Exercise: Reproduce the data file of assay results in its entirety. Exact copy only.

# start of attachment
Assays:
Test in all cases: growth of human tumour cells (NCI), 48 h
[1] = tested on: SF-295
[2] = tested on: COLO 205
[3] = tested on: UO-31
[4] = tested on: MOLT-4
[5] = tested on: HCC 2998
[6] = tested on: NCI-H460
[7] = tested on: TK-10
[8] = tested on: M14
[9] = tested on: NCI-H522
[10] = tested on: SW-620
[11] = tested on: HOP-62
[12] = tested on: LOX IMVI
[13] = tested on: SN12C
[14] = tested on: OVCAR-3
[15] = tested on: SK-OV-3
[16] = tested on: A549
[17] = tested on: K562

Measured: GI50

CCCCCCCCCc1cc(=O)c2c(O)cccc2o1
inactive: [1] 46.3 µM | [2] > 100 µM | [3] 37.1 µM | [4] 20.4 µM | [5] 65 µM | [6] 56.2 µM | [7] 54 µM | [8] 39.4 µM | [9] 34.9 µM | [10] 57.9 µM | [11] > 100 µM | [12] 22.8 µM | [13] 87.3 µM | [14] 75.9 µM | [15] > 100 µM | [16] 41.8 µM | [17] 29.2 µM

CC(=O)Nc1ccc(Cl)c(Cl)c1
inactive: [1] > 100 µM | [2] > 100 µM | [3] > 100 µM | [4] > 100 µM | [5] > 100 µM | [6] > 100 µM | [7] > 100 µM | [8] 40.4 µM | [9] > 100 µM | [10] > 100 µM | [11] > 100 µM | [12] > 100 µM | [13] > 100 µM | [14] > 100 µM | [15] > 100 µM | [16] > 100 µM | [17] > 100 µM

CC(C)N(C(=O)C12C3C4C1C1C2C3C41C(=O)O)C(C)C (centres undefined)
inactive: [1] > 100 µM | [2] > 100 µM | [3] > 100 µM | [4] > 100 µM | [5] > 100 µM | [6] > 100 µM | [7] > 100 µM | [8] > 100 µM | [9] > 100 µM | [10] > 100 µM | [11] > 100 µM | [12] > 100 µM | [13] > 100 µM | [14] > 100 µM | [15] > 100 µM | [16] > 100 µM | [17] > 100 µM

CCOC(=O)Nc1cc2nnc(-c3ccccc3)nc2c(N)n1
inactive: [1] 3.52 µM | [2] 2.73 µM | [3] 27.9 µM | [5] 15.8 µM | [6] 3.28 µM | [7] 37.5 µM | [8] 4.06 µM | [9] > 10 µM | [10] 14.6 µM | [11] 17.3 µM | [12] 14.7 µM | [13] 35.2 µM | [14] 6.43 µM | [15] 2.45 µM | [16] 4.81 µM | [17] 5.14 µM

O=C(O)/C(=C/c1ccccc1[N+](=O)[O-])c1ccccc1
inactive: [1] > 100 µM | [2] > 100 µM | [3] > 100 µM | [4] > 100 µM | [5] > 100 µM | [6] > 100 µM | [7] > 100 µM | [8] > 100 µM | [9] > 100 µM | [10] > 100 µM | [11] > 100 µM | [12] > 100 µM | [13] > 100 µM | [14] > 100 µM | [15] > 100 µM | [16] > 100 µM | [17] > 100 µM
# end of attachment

Assays:
Test in all cases: growth of human tumour cells (NCI), 48 h
[1] = tested on: SF-295
[2] = tested on: COLO 205
[3] = tested on: UO-31
[4] = tested on: MOLT-4
[5] = tested on: HCC 2998
[6] = tested on: NCI-H460
[7] = tested on: TK-10
[8] = tested on: M14
[9] = tested on: NCI-H522
[10] = tested on: SW-620
[11] = tested on: HOP-62
[12] = tested on: LOX IMVI
[13] = tested on: SN12C
[14] = tested on: OVCAR-3
[15] = tested on: SK-OV-3
[16] = tested on: A549
[17] = tested on: K562

Measured: GI50

CCCCCCCCCc1cc(=O)c2c(O)cccc2o1
inactive: [1] 46.3 µM | [2] > 100 µM | [3] 37.1 µM | [4] 20.4 µM | [5] 65 µM | [6] 56.2 µM | [7] 54 µM | [8] 39.4 µM | [9] 34.9 µM | [10] 57.9 µM | [11] > 100 µM | [12] 22.8 µM | [13] 87.3 µM | [14] 75.9 µM | [15] > 100 µM | [16] 41.8 µM | [17] 29.2 µM

CC(=O)Nc1ccc(Cl)c(Cl)c1
inactive: [1] > 100 µM | [2] > 100 µM | [3] > 100 µM | [4] > 100 µM | [5] > 100 µM | [6] > 100 µM | [7] > 100 µM | [8] 40.4 µM | [9] > 100 µM | [10] > 100 µM | [11] > 100 µM | [12] > 100 µM | [13] > 100 µM | [14] > 100 µM | [15] > 100 µM | [16] > 100 µM | [17] > 100 µM

CC(C)N(C(=O)C12C3C4C1C1C2C3C41C(=O)O)C(C)C (centres undefined)
inactive: [1] > 100 µM | [2] > 100 µM | [3] > 100 µM | [4] > 100 µM | [5] > 100 µM | [6] > 100 µM | [7] > 100 µM | [8] > 100 µM | [9] > 100 µM | [10] > 100 µM | [11] > 100 µM | [12] > 100 µM | [13] > 100 µM | [14] > 100 µM | [15] > 100 µM | [16] > 100 µM | [17] > 100 µM

CCOC(=O)Nc1cc2nnc(-c3ccccc3)nc2c(N)n1
inactive: [1] 3.52 µM | [2] 2.73 µM | [3] 27.9 µM | [5] 15.8 µM | [6] 3.28 µM | [7] 37.5 µM | [8] 4.06 µM | [9] > 10 µM | [10] 14.6 µM | [11] 17.3 µM | [12] 14.7 µM | [13] 35.2 µM | [14] 6.43 µM | [15] 2.45 µM | [16] 4.81 µM | [17] 5.14 µM

O=C(O)/C(=C/c1ccccc1[N+](=O)[O-])c1ccccc1
inactive: [1] > 100 µM | [2] > 100 µM | [3] > 100 µM | [4] > 100 µM | [5] > 100 µM | [6] > 100 µM | [7] > 100 µM | [8] > 100 µM | [9] > 100 µM | [10] > 100 µM | [11] > 100 µM | [12] > 100 µM | [13] > 100 µM | [14] > 100 µM | [15] > 100 µM | [16] > 100 µM | [17] > 100 µM